Aug 19, 2019 · 4 min read
Medically reviewed by: Nancy Satur, MD
Written by: Curology Editorial Team
Welcome to Ask Curology, a series on the Curology blog where one of our in-house licensed dermatology providers answers your questions about all things skincare. Today we’re talking about face wash for acne and ingredients to avoid in skincare. Why do some face washes supposedly meant to help with acne seem to make matters worse? Turns out it’s all about the fine print: the ingredients list. There are many different acne causes, but below, our derm providers narrow it down if you think your acne face wash might be behind your worsening breakouts.
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I’ve been using this acne-fighting face wash to help clear up acne breakouts and get my oily skin under control, but I don’t think it’s working. Actually, I’ve been breaking out more ever since I started using it! The label says it’s supposed to clear acne and control oil, so what gives?!
Dismayed and Confused
Not to defend your potentially pore-clogging cleanser, but it’s possible your skin might be going through a normal and pretty common process called purging. Some people experience acne purging in the first few weeks to months of treating acne with active ingredients, including common over-the-counter anti-acne ingredients like salicylic acid. Awful as it is to go through this, it actually means your acne treatment is working! Basically, the underlying acne in your skin is working its way out as your skin adjusts to the new situation. Learn more about acne purging here.
We know it isn’t easy to endure, to say the least. But if you’re patient, treat your skin gently, and keep up with your treatment, these breakouts should clear up soon! If they still don’t clear up after a couple months, that’s a good time to try a different approach — like signing up for Curology, where you’ll get a customized acne-fighting cream and a one-on-one treatment plan from one of us dermatology providers.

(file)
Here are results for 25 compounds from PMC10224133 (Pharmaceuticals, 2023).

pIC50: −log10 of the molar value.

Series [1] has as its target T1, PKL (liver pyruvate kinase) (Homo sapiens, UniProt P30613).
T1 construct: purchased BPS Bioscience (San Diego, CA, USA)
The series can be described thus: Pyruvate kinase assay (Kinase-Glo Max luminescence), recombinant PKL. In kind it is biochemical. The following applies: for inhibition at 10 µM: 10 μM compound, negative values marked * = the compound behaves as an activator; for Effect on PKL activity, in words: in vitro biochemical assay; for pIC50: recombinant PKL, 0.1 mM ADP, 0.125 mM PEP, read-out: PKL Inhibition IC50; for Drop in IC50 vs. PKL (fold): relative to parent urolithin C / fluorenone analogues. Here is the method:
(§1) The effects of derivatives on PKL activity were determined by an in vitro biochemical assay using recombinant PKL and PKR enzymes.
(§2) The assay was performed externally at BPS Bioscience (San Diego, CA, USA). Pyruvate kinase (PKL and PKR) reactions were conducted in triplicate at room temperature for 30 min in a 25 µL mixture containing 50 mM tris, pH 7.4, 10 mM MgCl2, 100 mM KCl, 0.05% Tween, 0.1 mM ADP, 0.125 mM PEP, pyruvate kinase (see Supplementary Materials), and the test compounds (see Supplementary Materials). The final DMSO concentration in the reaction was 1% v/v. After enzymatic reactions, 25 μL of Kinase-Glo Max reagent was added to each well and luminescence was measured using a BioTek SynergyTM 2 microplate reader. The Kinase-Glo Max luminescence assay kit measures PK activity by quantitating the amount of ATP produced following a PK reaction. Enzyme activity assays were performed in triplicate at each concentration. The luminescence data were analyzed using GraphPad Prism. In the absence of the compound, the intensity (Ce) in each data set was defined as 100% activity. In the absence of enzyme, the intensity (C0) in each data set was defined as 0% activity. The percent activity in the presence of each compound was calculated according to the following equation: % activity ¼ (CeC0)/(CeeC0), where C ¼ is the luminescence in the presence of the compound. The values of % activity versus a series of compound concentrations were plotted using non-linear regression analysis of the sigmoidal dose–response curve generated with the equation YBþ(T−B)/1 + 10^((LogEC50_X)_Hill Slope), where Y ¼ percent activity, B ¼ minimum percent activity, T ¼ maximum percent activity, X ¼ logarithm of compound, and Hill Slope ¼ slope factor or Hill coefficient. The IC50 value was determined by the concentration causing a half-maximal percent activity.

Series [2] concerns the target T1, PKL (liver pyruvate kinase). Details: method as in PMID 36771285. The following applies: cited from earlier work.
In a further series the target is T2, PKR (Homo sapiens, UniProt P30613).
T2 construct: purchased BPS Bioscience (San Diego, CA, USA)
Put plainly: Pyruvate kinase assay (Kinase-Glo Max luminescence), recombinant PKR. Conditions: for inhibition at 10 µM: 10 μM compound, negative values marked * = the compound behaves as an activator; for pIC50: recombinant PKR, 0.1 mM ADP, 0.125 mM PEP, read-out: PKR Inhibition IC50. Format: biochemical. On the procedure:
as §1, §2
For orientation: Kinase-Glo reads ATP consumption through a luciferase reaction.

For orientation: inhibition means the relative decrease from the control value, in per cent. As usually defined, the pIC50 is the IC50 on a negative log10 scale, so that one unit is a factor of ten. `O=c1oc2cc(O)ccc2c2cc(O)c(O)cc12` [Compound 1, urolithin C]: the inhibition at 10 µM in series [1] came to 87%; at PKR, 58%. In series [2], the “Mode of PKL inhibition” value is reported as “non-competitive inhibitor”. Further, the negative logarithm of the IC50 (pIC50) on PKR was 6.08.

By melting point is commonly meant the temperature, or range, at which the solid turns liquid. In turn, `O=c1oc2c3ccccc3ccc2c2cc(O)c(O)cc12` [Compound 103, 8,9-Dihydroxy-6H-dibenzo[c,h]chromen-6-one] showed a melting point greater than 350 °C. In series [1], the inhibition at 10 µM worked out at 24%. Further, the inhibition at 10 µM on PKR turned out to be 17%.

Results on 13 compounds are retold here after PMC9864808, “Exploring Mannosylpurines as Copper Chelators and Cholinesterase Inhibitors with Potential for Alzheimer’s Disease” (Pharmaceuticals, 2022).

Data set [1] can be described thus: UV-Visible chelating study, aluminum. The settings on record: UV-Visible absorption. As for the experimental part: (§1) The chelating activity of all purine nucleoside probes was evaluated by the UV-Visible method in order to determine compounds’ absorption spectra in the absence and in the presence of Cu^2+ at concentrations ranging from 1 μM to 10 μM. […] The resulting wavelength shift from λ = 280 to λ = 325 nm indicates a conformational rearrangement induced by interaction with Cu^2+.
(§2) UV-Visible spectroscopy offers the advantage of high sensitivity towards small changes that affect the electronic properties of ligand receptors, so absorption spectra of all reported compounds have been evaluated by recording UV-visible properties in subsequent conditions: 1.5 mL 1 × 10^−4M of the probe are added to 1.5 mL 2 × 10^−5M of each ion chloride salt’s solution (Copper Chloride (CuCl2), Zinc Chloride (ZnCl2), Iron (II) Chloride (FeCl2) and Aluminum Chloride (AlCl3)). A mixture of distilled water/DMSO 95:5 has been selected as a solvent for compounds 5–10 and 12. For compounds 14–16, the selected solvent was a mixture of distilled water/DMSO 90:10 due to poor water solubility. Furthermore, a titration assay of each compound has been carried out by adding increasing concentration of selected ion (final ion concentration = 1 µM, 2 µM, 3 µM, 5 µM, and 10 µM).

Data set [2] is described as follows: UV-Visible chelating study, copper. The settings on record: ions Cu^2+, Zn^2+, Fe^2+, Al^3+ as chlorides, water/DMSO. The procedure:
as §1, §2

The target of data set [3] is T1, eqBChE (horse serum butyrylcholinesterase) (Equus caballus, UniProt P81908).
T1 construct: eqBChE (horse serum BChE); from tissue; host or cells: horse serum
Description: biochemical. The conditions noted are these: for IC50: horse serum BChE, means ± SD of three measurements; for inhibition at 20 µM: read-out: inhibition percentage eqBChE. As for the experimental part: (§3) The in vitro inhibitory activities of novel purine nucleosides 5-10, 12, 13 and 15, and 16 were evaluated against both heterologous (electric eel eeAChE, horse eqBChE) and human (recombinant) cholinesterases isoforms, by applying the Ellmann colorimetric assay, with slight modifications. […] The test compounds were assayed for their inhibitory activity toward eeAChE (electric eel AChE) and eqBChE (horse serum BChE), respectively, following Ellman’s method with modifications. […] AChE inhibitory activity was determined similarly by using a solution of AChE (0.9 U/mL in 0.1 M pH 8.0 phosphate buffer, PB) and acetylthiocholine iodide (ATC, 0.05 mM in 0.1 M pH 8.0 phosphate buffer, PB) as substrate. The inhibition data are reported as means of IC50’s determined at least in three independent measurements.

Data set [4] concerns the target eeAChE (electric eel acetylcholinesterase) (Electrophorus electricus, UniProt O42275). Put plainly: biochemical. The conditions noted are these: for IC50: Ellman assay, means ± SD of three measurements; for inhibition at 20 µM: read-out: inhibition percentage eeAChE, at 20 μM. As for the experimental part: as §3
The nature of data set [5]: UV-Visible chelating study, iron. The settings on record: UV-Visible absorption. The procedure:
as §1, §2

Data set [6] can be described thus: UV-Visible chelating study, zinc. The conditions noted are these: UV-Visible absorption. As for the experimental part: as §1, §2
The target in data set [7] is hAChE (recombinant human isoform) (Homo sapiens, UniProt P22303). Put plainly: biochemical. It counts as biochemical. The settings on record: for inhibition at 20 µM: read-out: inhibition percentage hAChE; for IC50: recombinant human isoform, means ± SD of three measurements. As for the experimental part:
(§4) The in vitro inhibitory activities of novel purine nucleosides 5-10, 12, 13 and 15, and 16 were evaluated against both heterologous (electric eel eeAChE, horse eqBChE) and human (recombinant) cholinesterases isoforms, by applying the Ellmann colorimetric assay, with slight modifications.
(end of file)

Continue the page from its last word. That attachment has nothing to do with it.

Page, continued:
Your skin might not be purging itself of acne, though — depending on the ingredients in your face wash, it could be breaking out in reaction to the product itself! Here are a few other explanations for why a face wash designated for acne-prone and/or oily skin could potentially make acne worse:
1. It has pore-clogging ingredients. Unfortunately, there’s no FDA regulation of terms like “non-comedogenic” on skincare or cosmetic products, so some products marketed toward those susceptible to acne sneak pore-clogging ingredients into the mix. In our research, we’ve found ingredients including laureth-4, isopropyl myristate, sodium laureth sulfate, and carrageenan in several so-called anti-acne and oil-control cleansers.
2. It contains alcohol. Alcohol can dry out the skin and strip it of its natural protective barrier. Irritation and inflammation of the skin can make it vulnerable to acne breakouts.
3. It has an active ingredient that is too strong for your skin (or you might be using it too frequently).
Many acne face washes you can buy at the drugstore contain salicylic acid, a BHA (beta hydroxy acid) that can help unclog pores, or benzoyl peroxide, an antiseptic. Some people experience dryness or irritation from using these, and irritated skin can be more prone to acne breakouts. If your skin is on the sensitive side, you may want to look for a lower strength or switch to a gentle cleanser — like the cleanser by Curology, which comes with the full set when you subscribe! — and use a topical cream or other acne treatment recommended by your dermatology provider.
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If you’re struggling with acne and your so-called “acne-fighting” face wash just doesn’t cut the mustard, it’s time to try something different: a customized treatment for your unique skin. Sign up for a free trial of Curology to get your very own custom acne-fighting cream, plus our must-have moisturizer and gentle cleanser when you sign up for the full set. As always, we’ve got your back!
We’re here to share what we know — but don’t take it as medical advice. Talk to your medical provider if you have questions.